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Middle school commission starts study

Chris Dorst
Members of the Governor's Commission on Middle Grades -- including (left to right) Independence Middle math teacher Fred Farris, Monongah Middle math teacher Stacey Strawderman and Fairview Middle Principal Steve Rodriguez -- listen during the group's first meeting in Charleston.

CHARLESTON, W.Va. -- A 19-member task force appointed by Gov. Earl Ray Tomblin started a six-month review of West Virginia's middle schools Tuesday, with plans to suggest ways to boost student achievement and keep kids from dropping out.

The commission's work follows Tomblin's education reform bill that state lawmakers passed earlier this year.

"Research shows middle school is a time when many students are at a critical crossroads," Tomblin told members of the Governor's Commission on Middle Grades during a meeting at the state Capitol. "I believe, together, we can put these young minds on the path to educational and career success by making the connection between the students' personal interest and future career opportunities."

State legislators, middle school teachers and principals, higher education officials, school superintendents and state employment training program administrators are serving on the middle school panel.

Representatives from the Southern Regional Education Board presented research on middle schools to the commission Tuesday.

The percentage of West Virginia eighth-graders who scored at or above basic levels in reading on a nationwide exam has decreased by four points over the past decade, according to National Assessment of Educational Progress results.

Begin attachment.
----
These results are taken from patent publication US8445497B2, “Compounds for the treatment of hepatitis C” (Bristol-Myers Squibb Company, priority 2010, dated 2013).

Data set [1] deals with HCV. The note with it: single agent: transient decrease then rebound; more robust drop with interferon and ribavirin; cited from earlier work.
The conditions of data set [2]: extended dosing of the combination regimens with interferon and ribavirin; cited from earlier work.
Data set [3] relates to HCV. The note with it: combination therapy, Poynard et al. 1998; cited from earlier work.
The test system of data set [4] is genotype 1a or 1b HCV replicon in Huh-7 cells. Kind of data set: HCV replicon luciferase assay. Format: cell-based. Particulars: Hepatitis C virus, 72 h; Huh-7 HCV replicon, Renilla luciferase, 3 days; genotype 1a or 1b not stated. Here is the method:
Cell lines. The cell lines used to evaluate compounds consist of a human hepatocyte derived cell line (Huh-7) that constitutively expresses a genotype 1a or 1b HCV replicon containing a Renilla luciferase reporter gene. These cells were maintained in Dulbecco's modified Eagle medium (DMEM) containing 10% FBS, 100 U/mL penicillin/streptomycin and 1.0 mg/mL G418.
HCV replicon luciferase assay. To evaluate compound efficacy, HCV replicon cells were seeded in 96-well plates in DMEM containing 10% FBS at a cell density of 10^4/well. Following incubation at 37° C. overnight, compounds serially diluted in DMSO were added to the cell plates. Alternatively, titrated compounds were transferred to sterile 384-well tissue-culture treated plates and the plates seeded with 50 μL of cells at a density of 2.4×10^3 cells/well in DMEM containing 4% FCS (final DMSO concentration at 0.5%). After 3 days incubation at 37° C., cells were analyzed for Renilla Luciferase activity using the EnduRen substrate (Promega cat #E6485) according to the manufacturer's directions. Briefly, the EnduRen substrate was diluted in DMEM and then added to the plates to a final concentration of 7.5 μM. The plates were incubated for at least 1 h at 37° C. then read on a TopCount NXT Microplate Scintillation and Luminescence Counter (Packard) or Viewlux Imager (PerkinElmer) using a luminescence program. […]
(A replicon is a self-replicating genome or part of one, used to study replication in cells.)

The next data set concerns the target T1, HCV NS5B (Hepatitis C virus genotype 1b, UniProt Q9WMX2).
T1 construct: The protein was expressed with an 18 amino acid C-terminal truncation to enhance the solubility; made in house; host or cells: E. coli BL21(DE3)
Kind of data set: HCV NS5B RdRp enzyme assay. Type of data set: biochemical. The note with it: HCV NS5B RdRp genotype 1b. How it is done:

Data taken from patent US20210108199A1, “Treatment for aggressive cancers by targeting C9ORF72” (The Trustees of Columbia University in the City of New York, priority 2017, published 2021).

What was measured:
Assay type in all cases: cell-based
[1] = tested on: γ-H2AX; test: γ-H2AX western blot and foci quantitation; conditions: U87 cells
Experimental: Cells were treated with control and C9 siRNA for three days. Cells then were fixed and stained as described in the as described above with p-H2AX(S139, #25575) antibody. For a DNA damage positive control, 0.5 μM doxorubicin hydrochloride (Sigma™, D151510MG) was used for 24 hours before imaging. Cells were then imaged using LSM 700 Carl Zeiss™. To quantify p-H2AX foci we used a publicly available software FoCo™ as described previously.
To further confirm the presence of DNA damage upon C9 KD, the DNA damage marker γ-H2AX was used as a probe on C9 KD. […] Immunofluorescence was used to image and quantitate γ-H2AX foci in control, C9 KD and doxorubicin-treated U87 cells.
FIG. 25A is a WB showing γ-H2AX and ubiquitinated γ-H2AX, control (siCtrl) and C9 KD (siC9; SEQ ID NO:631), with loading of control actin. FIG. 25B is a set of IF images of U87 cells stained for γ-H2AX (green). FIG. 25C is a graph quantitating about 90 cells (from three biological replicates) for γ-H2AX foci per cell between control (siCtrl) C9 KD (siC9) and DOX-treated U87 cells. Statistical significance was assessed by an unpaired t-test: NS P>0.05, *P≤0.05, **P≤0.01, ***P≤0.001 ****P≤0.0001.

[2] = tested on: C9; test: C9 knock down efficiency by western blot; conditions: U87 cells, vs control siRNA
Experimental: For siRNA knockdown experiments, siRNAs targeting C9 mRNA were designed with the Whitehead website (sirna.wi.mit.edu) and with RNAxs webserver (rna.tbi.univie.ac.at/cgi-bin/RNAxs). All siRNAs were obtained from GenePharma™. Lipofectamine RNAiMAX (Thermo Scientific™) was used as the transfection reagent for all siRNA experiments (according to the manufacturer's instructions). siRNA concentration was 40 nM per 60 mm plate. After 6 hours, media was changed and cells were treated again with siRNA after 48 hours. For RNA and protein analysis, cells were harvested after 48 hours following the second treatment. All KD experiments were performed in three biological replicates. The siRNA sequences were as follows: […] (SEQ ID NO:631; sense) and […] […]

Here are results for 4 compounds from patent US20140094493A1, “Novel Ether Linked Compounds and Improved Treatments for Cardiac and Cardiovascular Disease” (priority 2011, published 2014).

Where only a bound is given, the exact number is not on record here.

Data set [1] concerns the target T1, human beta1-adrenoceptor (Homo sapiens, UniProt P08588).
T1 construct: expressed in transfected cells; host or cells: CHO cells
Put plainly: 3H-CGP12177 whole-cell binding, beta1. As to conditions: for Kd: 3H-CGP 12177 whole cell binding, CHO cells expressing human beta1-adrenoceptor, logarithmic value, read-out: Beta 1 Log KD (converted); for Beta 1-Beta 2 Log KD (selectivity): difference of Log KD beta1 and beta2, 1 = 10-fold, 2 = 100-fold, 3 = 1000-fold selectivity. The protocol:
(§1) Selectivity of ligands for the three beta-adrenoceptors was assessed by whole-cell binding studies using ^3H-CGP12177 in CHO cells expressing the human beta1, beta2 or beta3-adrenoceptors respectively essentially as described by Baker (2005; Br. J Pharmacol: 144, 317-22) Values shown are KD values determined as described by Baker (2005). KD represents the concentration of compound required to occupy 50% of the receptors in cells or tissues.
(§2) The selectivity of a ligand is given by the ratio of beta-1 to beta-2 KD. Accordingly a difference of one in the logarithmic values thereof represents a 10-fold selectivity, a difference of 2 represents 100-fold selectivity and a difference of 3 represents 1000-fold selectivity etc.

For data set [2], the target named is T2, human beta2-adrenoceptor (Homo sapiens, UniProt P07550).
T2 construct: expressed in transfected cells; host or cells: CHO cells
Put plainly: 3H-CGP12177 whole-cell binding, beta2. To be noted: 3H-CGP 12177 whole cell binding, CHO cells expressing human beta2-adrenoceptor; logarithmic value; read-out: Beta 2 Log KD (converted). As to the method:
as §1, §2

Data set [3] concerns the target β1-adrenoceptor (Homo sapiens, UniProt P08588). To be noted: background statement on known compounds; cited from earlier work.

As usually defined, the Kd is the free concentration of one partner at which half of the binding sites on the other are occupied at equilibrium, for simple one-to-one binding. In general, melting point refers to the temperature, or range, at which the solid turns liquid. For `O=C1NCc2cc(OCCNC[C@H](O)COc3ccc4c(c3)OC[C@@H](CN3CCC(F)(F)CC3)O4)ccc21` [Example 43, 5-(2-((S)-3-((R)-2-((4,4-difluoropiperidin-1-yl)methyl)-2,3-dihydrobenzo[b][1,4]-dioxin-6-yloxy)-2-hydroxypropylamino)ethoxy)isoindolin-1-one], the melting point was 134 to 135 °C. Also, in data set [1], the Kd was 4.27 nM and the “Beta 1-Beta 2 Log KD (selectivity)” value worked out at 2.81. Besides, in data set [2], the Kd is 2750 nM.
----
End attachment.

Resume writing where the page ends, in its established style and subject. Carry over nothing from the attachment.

West Virginia's eighth grade math scores on the same exam increased by two points since 2003, but students nationally improved at a faster rate.

"It's long overdue that we focus on middle schools," said Delegate Dave Perry, D-Fayette, a retired middle school principal.

A recent Southern Regional Education Board report suggests that successful middle schools help faculty members improve their expertise in math, science and other subjects. Such schools also incorporate literacy -- students' ability to read, analyze and comprehend a range of materials -- in all classes.

The SREB report recommends that schools do more to engage students in science, technology, engineering and math. Middle school counselors also should help students develop career plans, according to the report.

"This is a wonderful opportunity to reconnect our students to education," said Kathy D'Antoni, an assistant superintendent at the state Department of Education.

Fellow commission members said they hope to suggest ways to improve "the middle school experience" for students.

Schools must identify middle school students likely to drop out during high school, they said. Warning signs include chronic absenteeism, bad behavior and poor grades.

Wilma Zigmond, who recently retired as Logan County's school superintendent, said middle school students struggle with rapidly changing minds and bodies.

"That's when children make too many crazy decisions," said Zigmond, who heads the governor's task force.

The commission plans to set up subcommittees to study school leadership, student engagement and curriculum.

Tomblin has asked the commission to submit recommendations for improving West Virginia's middle schools by Jan. 15, the start of the regular legislative session.

Reach Eric Eyre at ericeyre@wvgazette.com or 304-348-4869.

 

 

 

 


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